The four quadrants in the time management matrix are: Quadrant I is both urgent and important. It deals with significant results that require immediate attention. We usually call these activities in Quadrant I ‘crises’ or ‘problems.’ We all have some Quadrant I activities in our lives. But Quadrant I consumes many people. They are crisis managers, problem-minded people, and deadline-driven producers.

As long as you focus on Quadrant I, it keeps getting bigger and bigger until it dominates you. It’s like the pounding surf. A huge problem comes and knocks you down and you’re wiped out. You struggle back up only to face another one that knocks you down and slams you to the ground.

Some people are literally beaten up by problems all day every day. The only relief they have is in escaping to the not important, not urgent activities of Quadrant IV. So when you look at their total matrix, 90 percent of their time is in Quadrant I and most of the remaining 10 percent is in Quadrant IV, with only negligible attention paid to Quadrants II and III. That’s how people who manage their lives by crisis live (Stress, Burnout, Crisis management, Always putting out fires).”

Personal comments:

People interaction can be urgent and important. The following true story demonstrates the difference between a seller and a buyer on the subject.

A painter was picking up paint for a job he had ordered. Unfortunately he was unable to get waited on because store employees were “too busy” looking at a picture of a dead deer someone had shot. Disrespect has become the norm today, on the road, in stores, on sidewalks, and in our homes. Individuals living the 7 Habits of Effective People do not demonstrate this behavior.

Poor managers drive their people to Quadrant IV with their lack of respect for them (read my blog on the subject, 4-17, 2013). Two true stories, out of many, illustrate the point. An employee said HI to her associate, and the associate ignored the greeting and walked on. The response from the employee was, ”I guess she didn’t want to say HI”….. Another employee received an email from her callous boss telling her that her last day at work was the following Tuesday. This story pains me, and I hope it pains you, too.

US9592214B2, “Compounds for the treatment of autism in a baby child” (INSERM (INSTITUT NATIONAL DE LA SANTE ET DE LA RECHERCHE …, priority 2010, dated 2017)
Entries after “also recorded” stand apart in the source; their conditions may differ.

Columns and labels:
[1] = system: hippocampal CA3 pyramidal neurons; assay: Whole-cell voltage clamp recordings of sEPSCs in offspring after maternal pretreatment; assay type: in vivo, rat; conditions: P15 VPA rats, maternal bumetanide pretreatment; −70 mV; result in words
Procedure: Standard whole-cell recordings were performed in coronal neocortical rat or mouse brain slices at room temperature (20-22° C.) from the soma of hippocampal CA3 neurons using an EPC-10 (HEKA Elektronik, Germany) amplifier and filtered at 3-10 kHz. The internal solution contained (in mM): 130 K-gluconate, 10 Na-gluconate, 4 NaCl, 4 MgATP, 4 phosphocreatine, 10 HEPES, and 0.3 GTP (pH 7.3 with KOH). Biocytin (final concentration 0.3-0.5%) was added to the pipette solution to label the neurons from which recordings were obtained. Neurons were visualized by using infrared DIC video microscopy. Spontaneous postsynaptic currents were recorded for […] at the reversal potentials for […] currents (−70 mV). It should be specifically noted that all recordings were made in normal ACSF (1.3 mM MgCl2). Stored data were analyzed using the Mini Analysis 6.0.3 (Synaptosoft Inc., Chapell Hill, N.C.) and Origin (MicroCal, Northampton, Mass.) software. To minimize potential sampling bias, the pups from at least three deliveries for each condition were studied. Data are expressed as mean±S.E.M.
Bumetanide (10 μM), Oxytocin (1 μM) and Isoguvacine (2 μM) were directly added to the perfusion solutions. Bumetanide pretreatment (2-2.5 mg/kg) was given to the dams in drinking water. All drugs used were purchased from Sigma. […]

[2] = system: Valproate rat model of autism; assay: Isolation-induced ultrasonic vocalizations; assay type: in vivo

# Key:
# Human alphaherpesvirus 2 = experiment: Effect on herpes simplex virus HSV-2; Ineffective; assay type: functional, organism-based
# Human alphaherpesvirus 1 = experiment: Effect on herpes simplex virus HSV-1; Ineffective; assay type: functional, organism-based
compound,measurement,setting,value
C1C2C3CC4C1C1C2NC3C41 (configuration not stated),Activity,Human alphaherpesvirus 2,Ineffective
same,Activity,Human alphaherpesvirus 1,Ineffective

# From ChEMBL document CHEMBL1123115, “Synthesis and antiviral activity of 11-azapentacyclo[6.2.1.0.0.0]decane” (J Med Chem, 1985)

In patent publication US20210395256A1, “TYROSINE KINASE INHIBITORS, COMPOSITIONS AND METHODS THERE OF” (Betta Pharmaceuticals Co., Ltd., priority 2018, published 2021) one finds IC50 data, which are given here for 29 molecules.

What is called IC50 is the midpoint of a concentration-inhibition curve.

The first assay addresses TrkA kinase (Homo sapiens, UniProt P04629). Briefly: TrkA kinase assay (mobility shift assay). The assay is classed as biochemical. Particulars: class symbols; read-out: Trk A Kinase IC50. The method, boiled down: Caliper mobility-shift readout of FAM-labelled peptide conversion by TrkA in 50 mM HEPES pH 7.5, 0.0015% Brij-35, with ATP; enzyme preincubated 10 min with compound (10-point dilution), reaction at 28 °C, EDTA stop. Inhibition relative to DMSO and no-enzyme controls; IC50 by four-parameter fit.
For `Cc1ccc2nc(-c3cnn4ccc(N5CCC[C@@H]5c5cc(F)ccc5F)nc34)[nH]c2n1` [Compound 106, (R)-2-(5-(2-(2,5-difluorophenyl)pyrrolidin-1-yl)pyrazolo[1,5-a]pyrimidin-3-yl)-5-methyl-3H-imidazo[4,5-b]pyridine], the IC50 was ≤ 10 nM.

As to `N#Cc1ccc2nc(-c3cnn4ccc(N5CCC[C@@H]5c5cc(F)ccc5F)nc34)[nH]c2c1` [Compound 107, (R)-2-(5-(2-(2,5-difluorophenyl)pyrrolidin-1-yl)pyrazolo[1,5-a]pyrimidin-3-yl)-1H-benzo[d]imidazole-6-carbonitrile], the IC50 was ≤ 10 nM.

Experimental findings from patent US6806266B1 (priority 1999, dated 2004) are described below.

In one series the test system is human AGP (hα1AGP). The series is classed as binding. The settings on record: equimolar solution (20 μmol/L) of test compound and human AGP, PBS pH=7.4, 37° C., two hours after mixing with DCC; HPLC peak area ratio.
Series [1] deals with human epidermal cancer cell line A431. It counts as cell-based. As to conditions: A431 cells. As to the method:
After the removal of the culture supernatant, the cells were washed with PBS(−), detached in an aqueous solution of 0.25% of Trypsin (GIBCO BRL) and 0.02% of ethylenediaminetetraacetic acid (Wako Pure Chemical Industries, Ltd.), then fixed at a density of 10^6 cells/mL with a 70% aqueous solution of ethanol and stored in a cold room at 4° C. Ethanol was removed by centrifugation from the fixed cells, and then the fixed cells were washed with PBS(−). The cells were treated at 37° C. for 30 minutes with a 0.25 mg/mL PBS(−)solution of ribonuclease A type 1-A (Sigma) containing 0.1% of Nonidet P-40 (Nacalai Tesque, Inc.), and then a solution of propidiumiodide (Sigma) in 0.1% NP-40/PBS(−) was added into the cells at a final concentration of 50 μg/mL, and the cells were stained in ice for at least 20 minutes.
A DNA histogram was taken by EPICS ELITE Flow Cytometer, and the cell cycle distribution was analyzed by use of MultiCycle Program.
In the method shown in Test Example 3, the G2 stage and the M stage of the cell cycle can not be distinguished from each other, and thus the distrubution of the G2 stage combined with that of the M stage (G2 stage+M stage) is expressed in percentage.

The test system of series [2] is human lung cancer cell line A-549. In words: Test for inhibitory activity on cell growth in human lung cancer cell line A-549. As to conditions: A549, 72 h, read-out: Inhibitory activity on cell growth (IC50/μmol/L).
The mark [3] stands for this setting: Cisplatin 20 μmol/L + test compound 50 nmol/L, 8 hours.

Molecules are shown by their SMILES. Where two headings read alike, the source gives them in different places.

Next:

Habit 3 Put First Things First,
Principles Of Personal Management
Quadrant II (Part II)

Habit 3, Put First Things First, Principles Of Personal Management, Four Generations Of Time Management

Personal comments:

Most of us have had training on some form of time management, and in this section of the book, Covey discusses the first three; notes and checklists, calendars and appointments, and prioritization/clarifying values. Then he introduces his time management principle of Quadrant II (activities that aren’t urgent). This will be the focus of today’s post.

Author’s quotes:

“In Habit 3 we are dealing with many of the questions addressed in the field of life and time management. As a longtime student of this fascinating field, I am personally persuaded that the essence of the best thinking in the are of time management can be captured in a single phrase: ORANIZE AND EXECUTE AROUND PRIORITTIES.

While the third generation has made a significant contribution, people have begun to realize that ‘efficient’ scheduling an control of time are often counterproductive. The efficiency focus creates expectations that clash with the opportunity to develop rich relationships, to meet human needs, and to enjoy spontaneous moments on a daily basis.

As a result, many people have become turned off by time management programs and planners that make them feel too scheduled too restricted, and they ‘throw the baby out with the bath water,’ reverting to first or second generation techniques to preserve relationships, spontaneity, and quality of life.

Butt there is an emerging fourth generation that is different in kind. It recognizes that ‘time management’ is really a misnomer—the challenge is not to manage time, but to manage ourselves. Satisfaction is a function of expectation as well as realization. And expectation (and satisfaction) lie in our Circle of Influence.